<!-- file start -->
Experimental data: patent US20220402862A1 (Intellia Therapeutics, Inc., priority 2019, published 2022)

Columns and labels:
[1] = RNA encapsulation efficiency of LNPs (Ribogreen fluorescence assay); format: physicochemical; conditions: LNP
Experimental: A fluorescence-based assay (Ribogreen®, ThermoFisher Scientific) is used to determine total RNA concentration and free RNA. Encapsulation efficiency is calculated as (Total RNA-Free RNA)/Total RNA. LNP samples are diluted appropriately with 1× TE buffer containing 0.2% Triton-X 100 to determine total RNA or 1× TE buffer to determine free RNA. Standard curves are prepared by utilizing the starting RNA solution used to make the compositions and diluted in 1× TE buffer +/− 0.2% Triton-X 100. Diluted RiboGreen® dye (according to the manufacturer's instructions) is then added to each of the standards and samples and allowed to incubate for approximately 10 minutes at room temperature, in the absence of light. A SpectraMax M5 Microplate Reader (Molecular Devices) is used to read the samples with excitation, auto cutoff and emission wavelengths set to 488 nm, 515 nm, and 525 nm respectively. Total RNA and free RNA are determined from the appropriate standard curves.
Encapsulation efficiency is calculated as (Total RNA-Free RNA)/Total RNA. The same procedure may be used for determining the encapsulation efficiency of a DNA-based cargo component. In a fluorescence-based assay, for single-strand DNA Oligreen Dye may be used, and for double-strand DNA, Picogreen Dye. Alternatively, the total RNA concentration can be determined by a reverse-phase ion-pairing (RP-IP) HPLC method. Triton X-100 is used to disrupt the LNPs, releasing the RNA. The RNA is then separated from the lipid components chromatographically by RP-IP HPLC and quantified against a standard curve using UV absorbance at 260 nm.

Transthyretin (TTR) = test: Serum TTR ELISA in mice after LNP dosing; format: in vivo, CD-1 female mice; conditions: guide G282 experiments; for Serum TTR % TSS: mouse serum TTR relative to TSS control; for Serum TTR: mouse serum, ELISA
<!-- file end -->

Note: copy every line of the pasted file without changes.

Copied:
Experimental data: patent US20220402862A1 (Intellia Therapeutics, Inc., priority 2019, published 2022)

Columns and labels:
[1] = RNA encapsulation efficiency of LNPs (Ribogreen fluorescence assay); format: physicochemical; conditions: LNP
Experimental: A fluorescence-based assay (Ribogreen®, ThermoFisher Scientific) is used to determine total RNA concentration and free RNA. Encapsulation efficiency is calculated as (Total RNA-Free RNA)/Total RNA. LNP samples are diluted appropriately with 1× TE buffer containing 0.2% Triton-X 100 to determine total RNA or 1× TE buffer to determine free RNA. Standard curves are prepared by utilizing the starting RNA solution used to make the compositions and diluted in 1× TE buffer +/− 0.2% Triton-X 100. Diluted RiboGreen® dye (according to the manufacturer's instructions) is then added to each of the standards and samples and allowed to incubate for approximately 10 minutes at room temperature, in the absence of light. A SpectraMax M5 Microplate Reader (Molecular Devices) is used to read the samples with excitation, auto cutoff and emission wavelengths set to 488 nm, 515 nm, and 525 nm respectively. Total RNA and free RNA are determined from the appropriate standard curves.
Encapsulation efficiency is calculated as (Total RNA-Free RNA)/Total RNA. The same procedure may be used for determining the encapsulation efficiency of a DNA-based cargo component. In a fluorescence-based assay, for single-strand DNA Oligreen Dye may be used, and for double-strand DNA, Picogreen Dye. Alternatively, the total RNA concentration can be determined by a reverse-phase ion-pairing (RP-IP) HPLC method. Triton X-100 is used to disrupt the LNPs, releasing the RNA. The RNA is then separated from the lipid components chromatographically by RP-IP HPLC and quantified against a standard curve using UV absorbance at 260 nm.

Transthyretin (TTR) = test: Serum TTR ELISA in mice after LNP dosing; format: in vivo, CD-1 female mice; conditions: guide G282 experiments; for Serum TTR % TSS: mouse serum TTR relative to TSS control; for Serum TTR: mouse serum, ELISA